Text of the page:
Although muscle ups now form part of my training regime, two years ago I saw it as a skill that is only reserved for Olympic gymnasts or people that possess Herculean strength. (I do not claim to possess either..!)


I decided to make it my goal to master the muscle up, the first road block was: where do I start?


I tried many times, arms flailing wildly, scrambling to try and push and pull my way up the rings without success and only very sore trapezius, triceps and biceps as a result. It was the transitional section of the move that perplexed me!

So in order to save you some time (and energy), here are the three pivotal things that helped me execute the muscle-up.


1. Maintaining tension through the core using the dish shape

it is very important to make sure that you are solid and stable by maintaining tension throughout the move utilising the dish shape. This enables you to transfer strength without any energy leaking from the body.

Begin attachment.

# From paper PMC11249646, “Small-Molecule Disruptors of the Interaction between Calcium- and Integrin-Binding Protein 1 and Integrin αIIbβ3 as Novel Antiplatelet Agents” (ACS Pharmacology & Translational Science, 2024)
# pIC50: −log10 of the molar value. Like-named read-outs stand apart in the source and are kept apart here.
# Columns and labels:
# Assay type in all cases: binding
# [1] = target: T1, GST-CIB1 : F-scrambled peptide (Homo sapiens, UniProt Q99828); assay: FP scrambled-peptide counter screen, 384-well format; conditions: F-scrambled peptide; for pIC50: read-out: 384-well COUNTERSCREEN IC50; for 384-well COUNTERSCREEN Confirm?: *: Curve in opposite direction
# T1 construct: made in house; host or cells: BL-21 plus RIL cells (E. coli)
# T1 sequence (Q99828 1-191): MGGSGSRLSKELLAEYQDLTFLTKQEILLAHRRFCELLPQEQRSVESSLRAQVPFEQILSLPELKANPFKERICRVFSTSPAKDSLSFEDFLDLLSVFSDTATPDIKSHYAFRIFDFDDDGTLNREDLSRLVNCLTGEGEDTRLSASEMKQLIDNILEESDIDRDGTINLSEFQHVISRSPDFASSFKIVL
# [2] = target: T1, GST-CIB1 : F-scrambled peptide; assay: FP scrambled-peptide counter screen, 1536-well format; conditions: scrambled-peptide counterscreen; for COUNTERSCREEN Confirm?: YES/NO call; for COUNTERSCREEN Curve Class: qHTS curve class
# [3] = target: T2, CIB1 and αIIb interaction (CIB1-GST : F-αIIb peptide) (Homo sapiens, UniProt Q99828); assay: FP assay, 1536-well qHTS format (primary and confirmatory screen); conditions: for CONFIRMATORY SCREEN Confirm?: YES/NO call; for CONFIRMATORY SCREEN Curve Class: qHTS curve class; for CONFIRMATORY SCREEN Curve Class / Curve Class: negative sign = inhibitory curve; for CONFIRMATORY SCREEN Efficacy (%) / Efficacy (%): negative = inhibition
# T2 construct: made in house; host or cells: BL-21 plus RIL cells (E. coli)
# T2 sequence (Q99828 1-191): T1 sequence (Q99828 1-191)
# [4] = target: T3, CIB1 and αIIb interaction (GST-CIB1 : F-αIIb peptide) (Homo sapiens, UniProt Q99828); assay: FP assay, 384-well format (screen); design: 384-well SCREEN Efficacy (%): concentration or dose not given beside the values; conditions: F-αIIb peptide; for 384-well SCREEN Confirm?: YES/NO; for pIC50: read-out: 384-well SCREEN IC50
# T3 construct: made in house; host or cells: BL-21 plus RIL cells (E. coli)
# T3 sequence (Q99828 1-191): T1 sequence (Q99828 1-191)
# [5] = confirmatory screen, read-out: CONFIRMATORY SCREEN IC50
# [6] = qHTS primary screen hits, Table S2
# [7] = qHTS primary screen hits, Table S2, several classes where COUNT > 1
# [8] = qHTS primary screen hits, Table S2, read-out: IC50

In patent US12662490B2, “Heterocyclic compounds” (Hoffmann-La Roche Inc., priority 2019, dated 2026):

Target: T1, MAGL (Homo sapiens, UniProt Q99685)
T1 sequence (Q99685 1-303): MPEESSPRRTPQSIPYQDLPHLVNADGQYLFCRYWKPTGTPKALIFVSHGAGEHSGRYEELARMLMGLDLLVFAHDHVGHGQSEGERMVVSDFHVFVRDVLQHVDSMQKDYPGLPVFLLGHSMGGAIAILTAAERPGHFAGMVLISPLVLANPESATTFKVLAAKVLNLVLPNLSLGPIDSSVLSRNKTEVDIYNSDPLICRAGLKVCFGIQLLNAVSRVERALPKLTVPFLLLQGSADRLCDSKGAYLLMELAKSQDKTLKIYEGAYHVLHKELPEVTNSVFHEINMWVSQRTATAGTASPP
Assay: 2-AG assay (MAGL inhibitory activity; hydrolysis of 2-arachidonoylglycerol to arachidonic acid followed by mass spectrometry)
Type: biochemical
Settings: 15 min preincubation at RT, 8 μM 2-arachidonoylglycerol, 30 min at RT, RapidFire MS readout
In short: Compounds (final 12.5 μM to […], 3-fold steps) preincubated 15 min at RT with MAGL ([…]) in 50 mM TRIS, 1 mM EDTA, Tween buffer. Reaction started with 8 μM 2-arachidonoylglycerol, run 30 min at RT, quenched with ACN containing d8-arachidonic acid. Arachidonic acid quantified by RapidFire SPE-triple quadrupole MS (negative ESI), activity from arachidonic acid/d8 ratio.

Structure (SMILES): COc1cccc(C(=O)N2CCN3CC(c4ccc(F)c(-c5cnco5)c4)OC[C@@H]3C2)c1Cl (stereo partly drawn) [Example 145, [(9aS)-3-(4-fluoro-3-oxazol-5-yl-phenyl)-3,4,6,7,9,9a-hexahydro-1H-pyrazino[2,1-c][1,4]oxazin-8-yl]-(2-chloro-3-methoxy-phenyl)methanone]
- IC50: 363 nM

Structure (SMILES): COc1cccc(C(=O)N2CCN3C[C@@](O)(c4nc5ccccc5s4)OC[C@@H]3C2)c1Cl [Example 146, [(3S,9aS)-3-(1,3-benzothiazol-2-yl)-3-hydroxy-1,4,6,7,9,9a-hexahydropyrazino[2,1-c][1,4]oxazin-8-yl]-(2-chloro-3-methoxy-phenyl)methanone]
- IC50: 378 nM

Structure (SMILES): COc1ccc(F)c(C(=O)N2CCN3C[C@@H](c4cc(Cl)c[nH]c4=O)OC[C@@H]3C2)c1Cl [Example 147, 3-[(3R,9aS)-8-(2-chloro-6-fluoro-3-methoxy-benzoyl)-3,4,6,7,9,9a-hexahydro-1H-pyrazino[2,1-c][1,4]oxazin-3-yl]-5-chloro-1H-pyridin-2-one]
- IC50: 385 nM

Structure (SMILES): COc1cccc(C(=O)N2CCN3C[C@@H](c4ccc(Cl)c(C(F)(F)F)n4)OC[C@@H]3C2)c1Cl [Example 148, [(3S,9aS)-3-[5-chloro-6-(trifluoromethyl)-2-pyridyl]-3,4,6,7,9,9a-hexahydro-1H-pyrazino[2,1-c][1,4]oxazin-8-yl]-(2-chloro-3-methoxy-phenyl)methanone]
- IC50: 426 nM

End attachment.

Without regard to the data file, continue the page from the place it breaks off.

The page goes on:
2. Keeping the rings close to the body

Because the rings are not fixed in position they will want to start drifting away from you when you start applying any downwards force. As soon as the rings start to move away from the body the more challenging it will become to execute the move.


3. Ensuring shoulder blades were down and back as I initiated the pull up

This made sure that the correct muscle were engaged throughout the movement and that other muscles were not having to compensate or do extra unnecessary work which lead lead to tweaks and sore necks for example